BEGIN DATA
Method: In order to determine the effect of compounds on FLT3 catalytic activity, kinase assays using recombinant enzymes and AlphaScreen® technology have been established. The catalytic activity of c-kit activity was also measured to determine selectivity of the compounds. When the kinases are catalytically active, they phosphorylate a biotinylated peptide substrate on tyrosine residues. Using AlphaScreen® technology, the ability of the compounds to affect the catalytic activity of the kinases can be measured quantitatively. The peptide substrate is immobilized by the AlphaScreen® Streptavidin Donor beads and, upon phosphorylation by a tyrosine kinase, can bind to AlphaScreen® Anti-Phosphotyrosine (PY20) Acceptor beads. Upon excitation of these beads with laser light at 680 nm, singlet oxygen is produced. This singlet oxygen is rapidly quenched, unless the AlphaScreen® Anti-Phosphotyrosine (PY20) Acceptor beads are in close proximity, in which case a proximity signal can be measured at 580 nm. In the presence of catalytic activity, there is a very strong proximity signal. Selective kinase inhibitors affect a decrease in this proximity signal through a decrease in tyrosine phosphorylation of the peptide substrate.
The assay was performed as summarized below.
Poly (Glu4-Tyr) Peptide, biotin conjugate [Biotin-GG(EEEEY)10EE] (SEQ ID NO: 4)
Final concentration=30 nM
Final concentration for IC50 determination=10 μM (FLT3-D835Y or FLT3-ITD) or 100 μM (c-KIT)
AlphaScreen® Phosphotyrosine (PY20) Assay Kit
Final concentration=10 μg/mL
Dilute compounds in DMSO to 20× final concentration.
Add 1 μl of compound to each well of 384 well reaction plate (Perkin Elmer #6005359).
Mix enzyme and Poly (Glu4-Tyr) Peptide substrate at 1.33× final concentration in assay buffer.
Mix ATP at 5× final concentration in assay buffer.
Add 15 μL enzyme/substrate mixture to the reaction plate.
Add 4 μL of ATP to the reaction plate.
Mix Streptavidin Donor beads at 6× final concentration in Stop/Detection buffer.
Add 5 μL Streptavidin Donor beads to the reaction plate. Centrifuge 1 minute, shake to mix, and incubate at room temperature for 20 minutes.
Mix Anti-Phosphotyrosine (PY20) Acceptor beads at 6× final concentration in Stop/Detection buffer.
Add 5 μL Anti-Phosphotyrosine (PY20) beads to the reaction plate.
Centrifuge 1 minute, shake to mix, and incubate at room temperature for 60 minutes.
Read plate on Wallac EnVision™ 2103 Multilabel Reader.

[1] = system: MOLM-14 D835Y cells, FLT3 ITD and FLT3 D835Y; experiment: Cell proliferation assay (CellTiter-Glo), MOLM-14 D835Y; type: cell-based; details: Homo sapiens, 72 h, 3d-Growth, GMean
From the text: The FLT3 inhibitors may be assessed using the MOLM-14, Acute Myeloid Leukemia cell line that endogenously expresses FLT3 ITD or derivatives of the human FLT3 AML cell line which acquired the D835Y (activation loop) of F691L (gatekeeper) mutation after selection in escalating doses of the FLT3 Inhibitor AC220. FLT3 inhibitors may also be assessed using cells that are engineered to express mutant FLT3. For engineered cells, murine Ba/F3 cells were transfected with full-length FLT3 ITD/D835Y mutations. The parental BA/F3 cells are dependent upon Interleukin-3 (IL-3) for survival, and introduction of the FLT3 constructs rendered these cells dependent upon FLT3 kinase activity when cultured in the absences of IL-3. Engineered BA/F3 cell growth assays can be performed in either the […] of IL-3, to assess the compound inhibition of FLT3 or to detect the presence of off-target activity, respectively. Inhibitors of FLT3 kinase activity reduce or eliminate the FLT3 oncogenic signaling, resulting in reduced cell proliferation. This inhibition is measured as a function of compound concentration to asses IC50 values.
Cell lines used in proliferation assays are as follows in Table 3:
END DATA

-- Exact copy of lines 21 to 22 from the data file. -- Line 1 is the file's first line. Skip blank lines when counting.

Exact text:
From the text: The FLT3 inhibitors may be assessed using the MOLM-14, Acute Myeloid Leukemia cell line that endogenously expresses FLT3 ITD or derivatives of the human FLT3 AML cell line which acquired the D835Y (activation loop) of F691L (gatekeeper) mutation after selection in escalating doses of the FLT3 Inhibitor AC220. FLT3 inhibitors may also be assessed using cells that are engineered to express mutant FLT3. For engineered cells, murine Ba/F3 cells were transfected with full-length FLT3 ITD/D835Y mutations. The parental BA/F3 cells are dependent upon Interleukin-3 (IL-3) for survival, and introduction of the FLT3 constructs rendered these cells dependent upon FLT3 kinase activity when cultured in the absences of IL-3. Engineered BA/F3 cell growth assays can be performed in either the […] of IL-3, to assess the compound inhibition of FLT3 or to detect the presence of off-target activity, respectively. Inhibitors of FLT3 kinase activity reduce or eliminate the FLT3 oncogenic signaling, resulting in reduced cell proliferation. This inhibition is measured as a function of compound concentration to asses IC50 values.
Cell lines used in proliferation assays are as follows in Table 3: